The “Principal Officials Accountability System”: Its Underdevelopment as a System of Ministerial Government
Publisher:Taylor & Francis
Author:Eliza W.Y. Lee and Rikkie L.K. Yeung
Issue Date:April 26, 2017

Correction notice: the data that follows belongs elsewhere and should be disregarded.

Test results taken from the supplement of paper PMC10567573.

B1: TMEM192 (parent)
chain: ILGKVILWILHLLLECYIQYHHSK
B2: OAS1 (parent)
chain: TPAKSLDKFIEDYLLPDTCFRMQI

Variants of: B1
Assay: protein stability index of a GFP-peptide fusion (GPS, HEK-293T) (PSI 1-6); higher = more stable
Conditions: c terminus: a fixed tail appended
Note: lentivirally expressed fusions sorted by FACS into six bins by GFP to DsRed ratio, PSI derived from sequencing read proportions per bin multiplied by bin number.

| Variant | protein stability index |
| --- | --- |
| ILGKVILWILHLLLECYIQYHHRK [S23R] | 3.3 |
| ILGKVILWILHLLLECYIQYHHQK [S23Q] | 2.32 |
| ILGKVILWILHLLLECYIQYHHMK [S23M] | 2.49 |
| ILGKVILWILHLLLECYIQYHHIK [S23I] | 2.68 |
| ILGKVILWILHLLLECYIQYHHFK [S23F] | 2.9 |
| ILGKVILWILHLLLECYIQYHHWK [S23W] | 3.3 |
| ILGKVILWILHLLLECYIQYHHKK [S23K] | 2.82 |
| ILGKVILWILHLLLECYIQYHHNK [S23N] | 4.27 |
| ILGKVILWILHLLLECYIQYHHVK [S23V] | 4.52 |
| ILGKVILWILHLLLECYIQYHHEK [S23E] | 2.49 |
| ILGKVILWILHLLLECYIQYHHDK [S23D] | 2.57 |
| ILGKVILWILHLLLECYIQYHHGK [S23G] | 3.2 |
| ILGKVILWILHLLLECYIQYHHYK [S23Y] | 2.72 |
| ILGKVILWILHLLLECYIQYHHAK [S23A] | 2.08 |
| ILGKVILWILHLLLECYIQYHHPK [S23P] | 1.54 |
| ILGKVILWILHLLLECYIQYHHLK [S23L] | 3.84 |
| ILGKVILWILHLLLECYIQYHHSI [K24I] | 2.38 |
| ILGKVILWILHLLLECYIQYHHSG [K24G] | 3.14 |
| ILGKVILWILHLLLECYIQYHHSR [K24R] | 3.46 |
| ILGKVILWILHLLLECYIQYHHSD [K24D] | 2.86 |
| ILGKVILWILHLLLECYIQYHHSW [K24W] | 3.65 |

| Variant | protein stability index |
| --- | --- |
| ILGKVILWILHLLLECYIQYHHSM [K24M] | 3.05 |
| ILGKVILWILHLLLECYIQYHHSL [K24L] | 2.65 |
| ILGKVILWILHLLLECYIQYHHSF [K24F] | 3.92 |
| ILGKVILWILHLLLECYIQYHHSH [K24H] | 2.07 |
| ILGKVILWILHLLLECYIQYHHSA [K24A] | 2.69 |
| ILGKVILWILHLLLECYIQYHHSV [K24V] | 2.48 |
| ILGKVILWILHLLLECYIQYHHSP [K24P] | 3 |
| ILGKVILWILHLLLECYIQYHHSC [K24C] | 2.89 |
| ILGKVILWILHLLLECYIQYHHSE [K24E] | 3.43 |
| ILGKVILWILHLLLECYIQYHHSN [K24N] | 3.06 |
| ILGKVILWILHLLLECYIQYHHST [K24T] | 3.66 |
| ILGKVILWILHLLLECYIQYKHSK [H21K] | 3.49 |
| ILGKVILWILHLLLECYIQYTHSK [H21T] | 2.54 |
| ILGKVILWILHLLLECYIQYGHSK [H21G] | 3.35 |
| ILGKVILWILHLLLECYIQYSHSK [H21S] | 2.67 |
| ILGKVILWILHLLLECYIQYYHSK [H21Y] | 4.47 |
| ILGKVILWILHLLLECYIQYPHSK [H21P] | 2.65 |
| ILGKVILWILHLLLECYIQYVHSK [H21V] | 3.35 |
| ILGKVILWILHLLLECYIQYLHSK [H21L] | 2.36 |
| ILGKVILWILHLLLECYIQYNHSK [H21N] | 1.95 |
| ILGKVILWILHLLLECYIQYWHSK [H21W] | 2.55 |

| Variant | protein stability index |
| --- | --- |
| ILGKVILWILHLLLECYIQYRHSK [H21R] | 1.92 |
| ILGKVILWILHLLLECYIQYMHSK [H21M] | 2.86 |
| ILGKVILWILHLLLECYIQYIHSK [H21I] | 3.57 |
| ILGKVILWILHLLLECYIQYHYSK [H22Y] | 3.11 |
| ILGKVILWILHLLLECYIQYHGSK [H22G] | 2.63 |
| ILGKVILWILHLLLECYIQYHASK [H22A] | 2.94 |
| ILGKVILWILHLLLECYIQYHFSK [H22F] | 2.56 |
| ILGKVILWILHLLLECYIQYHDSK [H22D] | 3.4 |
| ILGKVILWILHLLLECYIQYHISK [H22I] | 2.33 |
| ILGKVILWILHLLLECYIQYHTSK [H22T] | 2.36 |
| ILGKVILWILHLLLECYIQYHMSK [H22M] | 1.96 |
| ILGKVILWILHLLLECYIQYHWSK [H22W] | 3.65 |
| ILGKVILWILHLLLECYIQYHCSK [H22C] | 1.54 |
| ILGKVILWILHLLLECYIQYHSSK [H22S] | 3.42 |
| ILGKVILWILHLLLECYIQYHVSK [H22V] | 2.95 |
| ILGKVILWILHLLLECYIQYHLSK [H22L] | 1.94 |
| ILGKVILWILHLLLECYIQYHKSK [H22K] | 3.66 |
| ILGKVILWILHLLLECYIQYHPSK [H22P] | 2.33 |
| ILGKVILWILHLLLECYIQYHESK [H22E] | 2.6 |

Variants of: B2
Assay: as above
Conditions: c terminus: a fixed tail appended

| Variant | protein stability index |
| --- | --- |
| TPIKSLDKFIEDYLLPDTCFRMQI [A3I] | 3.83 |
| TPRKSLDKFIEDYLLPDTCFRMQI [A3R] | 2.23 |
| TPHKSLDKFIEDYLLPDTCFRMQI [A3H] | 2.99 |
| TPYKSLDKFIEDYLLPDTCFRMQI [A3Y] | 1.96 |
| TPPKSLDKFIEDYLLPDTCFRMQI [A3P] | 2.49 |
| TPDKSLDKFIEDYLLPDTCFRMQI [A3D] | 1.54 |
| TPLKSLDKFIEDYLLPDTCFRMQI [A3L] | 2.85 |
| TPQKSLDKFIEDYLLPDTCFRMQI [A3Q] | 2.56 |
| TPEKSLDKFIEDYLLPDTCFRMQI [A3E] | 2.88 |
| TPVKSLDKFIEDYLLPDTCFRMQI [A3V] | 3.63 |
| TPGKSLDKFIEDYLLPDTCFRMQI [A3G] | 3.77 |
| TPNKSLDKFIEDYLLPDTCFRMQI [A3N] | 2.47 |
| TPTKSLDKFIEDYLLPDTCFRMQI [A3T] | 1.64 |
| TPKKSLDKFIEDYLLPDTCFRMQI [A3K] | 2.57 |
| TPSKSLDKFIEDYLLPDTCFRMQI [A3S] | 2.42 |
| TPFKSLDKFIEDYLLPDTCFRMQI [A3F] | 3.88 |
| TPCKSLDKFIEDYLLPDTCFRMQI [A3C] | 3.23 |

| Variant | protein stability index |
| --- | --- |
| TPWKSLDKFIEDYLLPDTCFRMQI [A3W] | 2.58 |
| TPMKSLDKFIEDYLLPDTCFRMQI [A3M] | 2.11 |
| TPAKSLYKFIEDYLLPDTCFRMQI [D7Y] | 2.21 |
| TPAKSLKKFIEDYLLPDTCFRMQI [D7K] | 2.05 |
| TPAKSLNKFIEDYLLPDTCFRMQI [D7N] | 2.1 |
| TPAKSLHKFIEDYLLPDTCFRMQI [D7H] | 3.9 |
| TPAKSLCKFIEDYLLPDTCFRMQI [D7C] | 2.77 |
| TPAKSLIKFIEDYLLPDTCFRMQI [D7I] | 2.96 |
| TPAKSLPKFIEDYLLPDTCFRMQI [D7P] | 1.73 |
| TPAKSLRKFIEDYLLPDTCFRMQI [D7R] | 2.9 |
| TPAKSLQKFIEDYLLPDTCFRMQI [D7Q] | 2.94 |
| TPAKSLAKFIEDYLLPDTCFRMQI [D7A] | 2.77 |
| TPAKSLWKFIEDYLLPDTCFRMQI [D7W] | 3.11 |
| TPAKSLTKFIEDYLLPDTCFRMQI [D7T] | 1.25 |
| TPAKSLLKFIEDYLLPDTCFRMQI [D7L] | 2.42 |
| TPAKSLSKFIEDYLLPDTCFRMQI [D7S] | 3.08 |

The Principal Officials Accountability System (POAS), which was established in 2002 by the then Chief Executive, Tung Chee Hwa, marked the beginning of a Hong Kong-style system of ministerial government. As a major attempt at institutional reform in the postcolonial era, the reform has so far invited more negative than positive appraisals about its impact on public governance. Academic critiques, however, have barely touched on the problem from the perspectives of institutional design and development. Accordingly, this article analyses the institutional characteristics of the POAS as a ministerial system, and how these characteristics have shaped the working relationships between politicians and bureaucrats. The underlying argument is that, after one and a half decades, the POAS remains underdeveloped. This state of underdevelopment is the outcome of institutional change through incremental reforms leading to disjointedness and incoherence. There are worrying signs that under an increasingly authoritarian system, the core values of the civil service are gradually being eroded.
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